Will the Google Chrome Web browser come to Apple's iPads and iPhones?

Will the Google Chrome Web browser come to Apple's iPads and iPhones?

Summary: A firm of business analysts speculates that it would be great if Google's Chrome Web browser were to come to iOS devices. Will it? Will Apple let it?


Will Safari soon have to content with Chrome on iPads, iPhones, and iPods?

Will Safari soon have to content with Chrome on iPads and iPhones?

Macquarie (USA) Equities Research, a global provider of banking, financial, advisory, investment and funds management services, is speculating that Google will be bringing its popular Chrome Web browser to Apple's iPad, iPhone and iPod iOS. Will Google do this? And, perhaps the more important question, "Will Apple let them do this?"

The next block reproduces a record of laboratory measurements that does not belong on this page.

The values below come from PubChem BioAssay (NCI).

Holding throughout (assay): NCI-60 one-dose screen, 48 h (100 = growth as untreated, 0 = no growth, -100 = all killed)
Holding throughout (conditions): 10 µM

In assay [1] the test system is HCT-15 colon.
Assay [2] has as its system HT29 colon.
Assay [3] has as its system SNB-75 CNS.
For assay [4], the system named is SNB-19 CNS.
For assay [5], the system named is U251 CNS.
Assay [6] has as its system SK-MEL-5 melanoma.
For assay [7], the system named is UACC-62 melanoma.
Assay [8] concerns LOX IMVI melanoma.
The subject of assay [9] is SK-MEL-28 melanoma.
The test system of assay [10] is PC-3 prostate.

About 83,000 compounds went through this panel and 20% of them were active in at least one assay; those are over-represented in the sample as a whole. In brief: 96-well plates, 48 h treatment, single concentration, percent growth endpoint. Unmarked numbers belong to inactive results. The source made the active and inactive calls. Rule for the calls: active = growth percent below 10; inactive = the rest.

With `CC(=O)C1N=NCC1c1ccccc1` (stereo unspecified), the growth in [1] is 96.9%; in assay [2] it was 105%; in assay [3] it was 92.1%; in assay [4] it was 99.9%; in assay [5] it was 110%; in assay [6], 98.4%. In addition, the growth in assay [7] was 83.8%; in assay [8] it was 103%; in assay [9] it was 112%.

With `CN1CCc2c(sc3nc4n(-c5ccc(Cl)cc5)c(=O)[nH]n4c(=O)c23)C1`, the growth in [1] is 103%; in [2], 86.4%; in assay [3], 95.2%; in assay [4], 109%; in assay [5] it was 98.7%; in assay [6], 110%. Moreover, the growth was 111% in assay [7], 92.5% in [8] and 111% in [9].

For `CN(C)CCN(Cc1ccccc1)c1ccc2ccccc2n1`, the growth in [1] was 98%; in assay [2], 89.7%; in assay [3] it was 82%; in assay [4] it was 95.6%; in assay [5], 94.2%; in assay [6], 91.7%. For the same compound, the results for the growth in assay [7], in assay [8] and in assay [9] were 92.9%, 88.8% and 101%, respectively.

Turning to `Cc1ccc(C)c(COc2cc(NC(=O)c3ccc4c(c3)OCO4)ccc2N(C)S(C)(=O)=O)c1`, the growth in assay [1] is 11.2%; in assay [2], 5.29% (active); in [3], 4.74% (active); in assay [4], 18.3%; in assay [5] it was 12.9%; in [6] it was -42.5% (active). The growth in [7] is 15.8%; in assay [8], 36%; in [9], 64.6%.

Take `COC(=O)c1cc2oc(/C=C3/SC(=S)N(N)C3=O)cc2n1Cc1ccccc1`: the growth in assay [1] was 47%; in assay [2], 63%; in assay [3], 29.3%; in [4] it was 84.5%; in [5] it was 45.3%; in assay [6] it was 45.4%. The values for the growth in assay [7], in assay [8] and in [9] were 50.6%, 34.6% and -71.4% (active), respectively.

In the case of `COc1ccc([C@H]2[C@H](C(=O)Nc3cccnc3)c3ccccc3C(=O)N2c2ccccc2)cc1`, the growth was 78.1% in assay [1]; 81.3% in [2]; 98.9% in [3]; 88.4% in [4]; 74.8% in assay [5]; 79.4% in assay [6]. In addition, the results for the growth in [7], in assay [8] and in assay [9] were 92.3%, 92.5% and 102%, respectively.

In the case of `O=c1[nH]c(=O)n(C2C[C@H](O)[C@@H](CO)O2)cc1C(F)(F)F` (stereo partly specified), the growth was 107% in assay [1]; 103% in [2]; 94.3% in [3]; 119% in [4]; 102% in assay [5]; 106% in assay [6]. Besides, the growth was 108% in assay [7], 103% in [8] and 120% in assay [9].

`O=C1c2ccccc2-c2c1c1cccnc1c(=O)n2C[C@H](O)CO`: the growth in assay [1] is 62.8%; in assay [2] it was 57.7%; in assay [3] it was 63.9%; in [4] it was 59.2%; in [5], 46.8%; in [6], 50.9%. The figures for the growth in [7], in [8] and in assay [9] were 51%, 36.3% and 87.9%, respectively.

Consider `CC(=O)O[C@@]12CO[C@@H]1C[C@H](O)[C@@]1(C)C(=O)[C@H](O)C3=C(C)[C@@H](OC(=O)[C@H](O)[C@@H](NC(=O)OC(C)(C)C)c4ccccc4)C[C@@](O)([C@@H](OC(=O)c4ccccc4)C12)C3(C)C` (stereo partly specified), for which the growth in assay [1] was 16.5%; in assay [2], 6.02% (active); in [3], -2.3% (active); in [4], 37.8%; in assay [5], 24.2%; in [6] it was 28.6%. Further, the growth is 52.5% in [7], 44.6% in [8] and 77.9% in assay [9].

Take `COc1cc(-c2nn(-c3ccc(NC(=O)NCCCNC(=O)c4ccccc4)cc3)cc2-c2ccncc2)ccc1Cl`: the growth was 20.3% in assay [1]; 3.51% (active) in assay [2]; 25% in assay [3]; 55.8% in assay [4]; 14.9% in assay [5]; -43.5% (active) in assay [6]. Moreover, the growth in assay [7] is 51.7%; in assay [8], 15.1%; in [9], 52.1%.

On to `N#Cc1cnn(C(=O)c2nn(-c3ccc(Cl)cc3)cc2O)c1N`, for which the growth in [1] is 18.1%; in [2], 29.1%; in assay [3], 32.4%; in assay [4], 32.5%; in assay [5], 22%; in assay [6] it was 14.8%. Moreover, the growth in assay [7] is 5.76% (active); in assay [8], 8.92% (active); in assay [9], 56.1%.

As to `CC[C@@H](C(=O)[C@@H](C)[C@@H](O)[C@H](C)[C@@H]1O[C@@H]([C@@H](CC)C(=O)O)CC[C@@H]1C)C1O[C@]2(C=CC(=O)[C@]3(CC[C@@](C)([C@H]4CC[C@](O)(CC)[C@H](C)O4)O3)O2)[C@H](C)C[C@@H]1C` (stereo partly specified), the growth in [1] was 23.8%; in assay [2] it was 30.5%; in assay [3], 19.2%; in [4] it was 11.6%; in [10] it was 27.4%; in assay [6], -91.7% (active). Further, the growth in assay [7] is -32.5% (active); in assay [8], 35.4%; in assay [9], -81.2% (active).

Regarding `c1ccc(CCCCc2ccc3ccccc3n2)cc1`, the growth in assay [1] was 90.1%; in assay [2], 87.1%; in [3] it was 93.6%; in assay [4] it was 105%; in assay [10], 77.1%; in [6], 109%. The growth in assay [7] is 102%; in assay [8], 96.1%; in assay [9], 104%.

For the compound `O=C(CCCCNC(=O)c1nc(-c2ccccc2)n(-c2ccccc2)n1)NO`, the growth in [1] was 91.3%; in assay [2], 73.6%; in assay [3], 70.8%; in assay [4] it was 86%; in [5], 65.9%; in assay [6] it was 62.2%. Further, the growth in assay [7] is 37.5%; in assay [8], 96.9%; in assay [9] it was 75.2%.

Macquarie's analysts argue that Google will release a version of the Chrome Web browser for iOS. They see Chrome on iOS sometime in 2012 and as early as June 2012.

Why would Google do it? Well, the reason that immediately pops into my head is market-share. Macquarie spells it out in more detail.

1) It would help reduce the money that Google has to pay to Apple for Google searches on iOS' native browser Safari.

2) It would spread the browser wars, only this time on mobile devices instead of the continuing desktop browser battle.

3) Chrome on Android is already proving popular with users and critics alike and Macquarie expects that, like Chrome on the desktop, Google would back it with a lot of advertising.